Despite their playoff run a year ago, the Lions were labeled as an undisciplined team.
By DAVE DYEFS Detroit
ALLEN PARK, Mich. — Despite their playoff run a year ago, the
Detroit Lions were labeled as an undisciplined team that takes too many foolish penalties.
Guilty as charged, but they insist they're trying to do something about it.
The Lions were charged with only one penalty in their preseason opener last week, a 19-17 loss to the Cleveland Browns.
And that lone personal-foul penalty for a late hit out of bounds by safety Ricardo Silva actually appeared to be a bad call by a replacement official because Silva whiffed on the tackle.
Before training camp started a couple weeks ago, coach Jim Schwartz showed his players where they ranked last year in penalties compared to some of the league's top teams.
It wasn't a pretty picture. The Lions finished 30th out of 32 teams in penalties per game. Detroit averaged 7.9 per game, ahead of only Seattle (8.6) and Oakland (10.2).
The Lions were also second-worst in penalty yards per game with 67, better than only Oakland (84.9).
Whether it was a false start, offsides, late hit or even for stomping on an opponent, the penalties were too much to overcome at times.
"It's been a huge emphasis," receiver Nate Burleson said. "We want to show that we can go out each week and not do those dumb things. Last year, those dumb things cost us games."
Offensive tackle Jeff Backus said: "You look back on last year and realize it's something that we need to clean up and focus on. I think we did a decent job last week, but we've got to continue doing it."
Schwartz tried to send a message to his team early last season when he benched offensive tackle Gosder Cherilus for the second game after Cherilus was called for an unnecessary-roughness penalty late in an opening victory at Tampa Bay.
The problems didn't stop there, though. Far from it.
Defensive tackle Ndamukong Suh was suspended for two games following his infamous foot stomp of a Green Bay player on Thanksgiving.
In another nationally televised Sunday night game a little more than a week later, the Lions were called for 11 penalties totaling 107 yards while losing at New Orleans. The infractions included an unsportsmanlike penalty against receiver/return specialist Stefan Logan and unnecessary-roughness penalties against receiver Titus Young and tight end Brandon Pettigrew.
Penalty totals don't necessarily translate to wins or losses in football.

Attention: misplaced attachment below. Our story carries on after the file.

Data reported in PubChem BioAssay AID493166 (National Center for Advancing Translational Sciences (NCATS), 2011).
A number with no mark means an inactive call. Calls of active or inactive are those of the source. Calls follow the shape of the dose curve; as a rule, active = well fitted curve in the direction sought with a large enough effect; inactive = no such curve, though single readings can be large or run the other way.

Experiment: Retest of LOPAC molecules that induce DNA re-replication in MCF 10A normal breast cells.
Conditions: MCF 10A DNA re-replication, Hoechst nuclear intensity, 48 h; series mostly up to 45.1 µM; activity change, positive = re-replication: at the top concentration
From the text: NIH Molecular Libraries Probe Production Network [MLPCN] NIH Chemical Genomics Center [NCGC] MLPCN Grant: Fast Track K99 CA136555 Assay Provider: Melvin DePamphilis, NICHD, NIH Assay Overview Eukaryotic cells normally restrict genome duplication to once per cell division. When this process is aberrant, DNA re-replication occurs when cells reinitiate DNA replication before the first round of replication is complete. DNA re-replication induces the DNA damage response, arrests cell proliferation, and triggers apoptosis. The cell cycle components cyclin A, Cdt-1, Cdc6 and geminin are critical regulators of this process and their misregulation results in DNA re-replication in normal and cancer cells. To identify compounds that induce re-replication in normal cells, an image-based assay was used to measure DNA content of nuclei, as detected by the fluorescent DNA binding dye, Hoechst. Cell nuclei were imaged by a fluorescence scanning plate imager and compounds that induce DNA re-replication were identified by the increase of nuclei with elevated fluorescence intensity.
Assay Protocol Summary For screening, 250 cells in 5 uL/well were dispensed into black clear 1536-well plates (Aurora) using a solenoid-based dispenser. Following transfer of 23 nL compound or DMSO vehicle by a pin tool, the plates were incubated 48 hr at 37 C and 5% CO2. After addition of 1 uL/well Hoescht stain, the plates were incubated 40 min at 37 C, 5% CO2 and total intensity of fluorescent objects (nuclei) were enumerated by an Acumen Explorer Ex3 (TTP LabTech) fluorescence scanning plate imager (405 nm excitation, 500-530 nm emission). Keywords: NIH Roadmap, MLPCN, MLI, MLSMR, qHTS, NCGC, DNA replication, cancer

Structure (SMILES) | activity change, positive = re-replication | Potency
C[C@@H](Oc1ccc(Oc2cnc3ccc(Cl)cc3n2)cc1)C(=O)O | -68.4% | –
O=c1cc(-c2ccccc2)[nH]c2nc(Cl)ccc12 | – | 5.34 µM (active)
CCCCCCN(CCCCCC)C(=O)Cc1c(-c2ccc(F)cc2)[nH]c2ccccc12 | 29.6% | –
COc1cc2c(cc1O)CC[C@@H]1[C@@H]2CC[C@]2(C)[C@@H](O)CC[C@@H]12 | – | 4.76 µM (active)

Indianapolis was No. 1 in fewest penalty yards per game, but the Colts won only two games.
On the other hand, Green Bay was No. 1 in fewest penalties per game (4.7) and No. 2 in penalty yards (36.4) while going 15-1 in the regular season.
New England is another example of a quality team that didn't commit a lot of penalties (sixth with 5.4 per game).
The Super Bowl champion New York Giants ranked 11th with 5.9 penalties per game.
In the end, though, the more penalties a team makes at the wrong time, the bigger the obstacle becomes. Talented teams can overcome them; weaker teams can't.
What's more, undisciplined penalties tend to be judged as an indictment of the coaching staff, particularly the head coach.
Schwartz is trying to clean things up without taking away his team's aggressiveness. Sometimes that's a fine line.
"As much as we took a beating on the penalties last year, I'd much rather win the game and have to explain 10 penalties than lose the game and try to take solace in the fact that we only had one penalty," Schwartz said.
"It is something that we've talked about. It is something we have to do a better job of. But the object's to win the game.
"There were some things in the game (last week) that probably got missed. There were some things that got called (incorrectly), just like any normal game.
"Our goal isn't to not have penalties. Our goal's to play well."
Sometimes, to play well, it means cutting down on the penalties. The Lions did that a week ago, but the jury is still out — and it will be for a while.
Madden Curse fears were put aside when receiver Calvin Johnson returned to practice after missing a day. Johnson had two fingers taped together on his left hand to protect an injured index finger.
• Backus sat out practice Tuesday to rest his back, which has been experiencing some tightness, Schwartz said.
• First-round draft pick Riley Reiff, along with some of the other offensive tackles, took some snaps at guard. Reiff has the versatility to move inside if needed.